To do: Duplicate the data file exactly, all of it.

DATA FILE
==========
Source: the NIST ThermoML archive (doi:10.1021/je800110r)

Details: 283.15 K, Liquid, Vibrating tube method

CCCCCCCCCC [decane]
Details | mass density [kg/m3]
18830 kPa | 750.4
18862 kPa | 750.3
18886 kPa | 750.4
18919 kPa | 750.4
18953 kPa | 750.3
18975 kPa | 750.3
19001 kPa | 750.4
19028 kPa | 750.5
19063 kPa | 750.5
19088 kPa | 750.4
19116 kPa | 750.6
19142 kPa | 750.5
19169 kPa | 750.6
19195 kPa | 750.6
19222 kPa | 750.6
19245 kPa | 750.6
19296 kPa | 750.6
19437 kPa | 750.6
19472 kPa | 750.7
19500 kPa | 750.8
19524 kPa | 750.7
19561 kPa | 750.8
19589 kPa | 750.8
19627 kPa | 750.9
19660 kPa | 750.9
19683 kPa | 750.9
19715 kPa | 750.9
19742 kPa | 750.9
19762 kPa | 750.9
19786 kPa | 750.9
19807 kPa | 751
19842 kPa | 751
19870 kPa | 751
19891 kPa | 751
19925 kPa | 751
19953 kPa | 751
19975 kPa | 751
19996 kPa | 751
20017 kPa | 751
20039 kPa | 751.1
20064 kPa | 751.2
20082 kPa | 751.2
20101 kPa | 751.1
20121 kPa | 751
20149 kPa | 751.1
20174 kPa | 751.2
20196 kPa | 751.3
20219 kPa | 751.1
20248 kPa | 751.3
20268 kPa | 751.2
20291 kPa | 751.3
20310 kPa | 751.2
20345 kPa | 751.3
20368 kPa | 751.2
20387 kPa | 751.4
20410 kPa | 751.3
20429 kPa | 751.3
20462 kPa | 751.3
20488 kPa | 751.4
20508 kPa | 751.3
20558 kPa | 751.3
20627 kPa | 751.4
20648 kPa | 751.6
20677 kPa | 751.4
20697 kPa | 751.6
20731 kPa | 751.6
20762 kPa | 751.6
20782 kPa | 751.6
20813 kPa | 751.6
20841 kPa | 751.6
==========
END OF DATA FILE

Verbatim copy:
Source: the NIST ThermoML archive (doi:10.1021/je800110r)

Details: 283.15 K, Liquid, Vibrating tube method

CCCCCCCCCC [decane]
Details | mass density [kg/m3]
18830 kPa | 750.4
18862 kPa | 750.3
18886 kPa | 750.4
18919 kPa | 750.4
18953 kPa | 750.3
18975 kPa | 750.3
19001 kPa | 750.4
19028 kPa | 750.5
19063 kPa | 750.5
19088 kPa | 750.4
19116 kPa | 750.6
19142 kPa | 750.5
19169 kPa | 750.6
19195 kPa | 750.6
19222 kPa | 750.6
19245 kPa | 750.6
19296 kPa | 750.6
19437 kPa | 750.6
19472 kPa | 750.7
19500 kPa | 750.8
19524 kPa | 750.7
19561 kPa | 750.8
19589 kPa | 750.8
19627 kPa | 750.9
19660 kPa | 750.9
19683 kPa | 750.9
19715 kPa | 750.9
19742 kPa | 750.9
19762 kPa | 750.9
19786 kPa | 750.9
19807 kPa | 751
19842 kPa | 751
19870 kPa | 751
19891 kPa | 751
19925 kPa | 751
19953 kPa | 751
19975 kPa | 751
19996 kPa | 751
20017 kPa | 751
20039 kPa | 751.1
20064 kPa | 751.2
20082 kPa | 751.2
20101 kPa | 751.1
20121 kPa | 751
20149 kPa | 751.1
20174 kPa | 751.2
20196 kPa | 751.3
20219 kPa | 751.1
20248 kPa | 751.3
20268 kPa | 751.2
20291 kPa | 751.3
20310 kPa | 751.2
20345 kPa | 751.3
20368 kPa | 751.2
20387 kPa | 751.4
20410 kPa | 751.3
20429 kPa | 751.3
20462 kPa | 751.3
20488 kPa | 751.4
20508 kPa | 751.3
20558 kPa | 751.3
20627 kPa | 751.4
20648 kPa | 751.6
20677 kPa | 751.4
20697 kPa | 751.6
20731 kPa | 751.6
20762 kPa | 751.6
20782 kPa | 751.6
20813 kPa | 751.6
20841 kPa | 751.6